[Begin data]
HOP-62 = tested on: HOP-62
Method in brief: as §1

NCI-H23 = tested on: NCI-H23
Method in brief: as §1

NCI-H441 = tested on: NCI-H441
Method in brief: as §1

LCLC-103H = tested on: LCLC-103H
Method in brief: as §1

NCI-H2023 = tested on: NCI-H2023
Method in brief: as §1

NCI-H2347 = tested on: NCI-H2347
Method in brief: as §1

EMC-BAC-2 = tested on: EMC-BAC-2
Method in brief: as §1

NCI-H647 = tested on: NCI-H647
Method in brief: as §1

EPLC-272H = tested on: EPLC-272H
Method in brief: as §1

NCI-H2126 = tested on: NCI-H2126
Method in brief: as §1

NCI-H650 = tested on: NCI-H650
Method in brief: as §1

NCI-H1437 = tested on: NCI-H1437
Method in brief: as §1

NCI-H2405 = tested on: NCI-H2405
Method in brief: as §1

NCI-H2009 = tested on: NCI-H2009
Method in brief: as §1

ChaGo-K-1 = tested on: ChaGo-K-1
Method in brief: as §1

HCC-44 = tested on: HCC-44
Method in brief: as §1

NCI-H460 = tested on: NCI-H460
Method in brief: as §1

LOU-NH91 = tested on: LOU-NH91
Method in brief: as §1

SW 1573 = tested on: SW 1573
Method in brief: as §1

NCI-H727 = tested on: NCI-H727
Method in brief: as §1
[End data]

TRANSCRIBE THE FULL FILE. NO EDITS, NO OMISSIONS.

HOP-62 = tested on: HOP-62
Method in brief: as §1

NCI-H23 = tested on: NCI-H23
Method in brief: as §1

NCI-H441 = tested on: NCI-H441
Method in brief: as §1

LCLC-103H = tested on: LCLC-103H
Method in brief: as §1

NCI-H2023 = tested on: NCI-H2023
Method in brief: as §1

NCI-H2347 = tested on: NCI-H2347
Method in brief: as §1

EMC-BAC-2 = tested on: EMC-BAC-2
Method in brief: as §1

NCI-H647 = tested on: NCI-H647
Method in brief: as §1

EPLC-272H = tested on: EPLC-272H
Method in brief: as §1

NCI-H2126 = tested on: NCI-H2126
Method in brief: as §1

NCI-H650 = tested on: NCI-H650
Method in brief: as §1

NCI-H1437 = tested on: NCI-H1437
Method in brief: as §1

NCI-H2405 = tested on: NCI-H2405
Method in brief: as §1

NCI-H2009 = tested on: NCI-H2009
Method in brief: as §1

ChaGo-K-1 = tested on: ChaGo-K-1
Method in brief: as §1

HCC-44 = tested on: HCC-44
Method in brief: as §1

NCI-H460 = tested on: NCI-H460
Method in brief: as §1

LOU-NH91 = tested on: LOU-NH91
Method in brief: as §1

SW 1573 = tested on: SW 1573
Method in brief: as §1

NCI-H727 = tested on: NCI-H727
Method in brief: as §1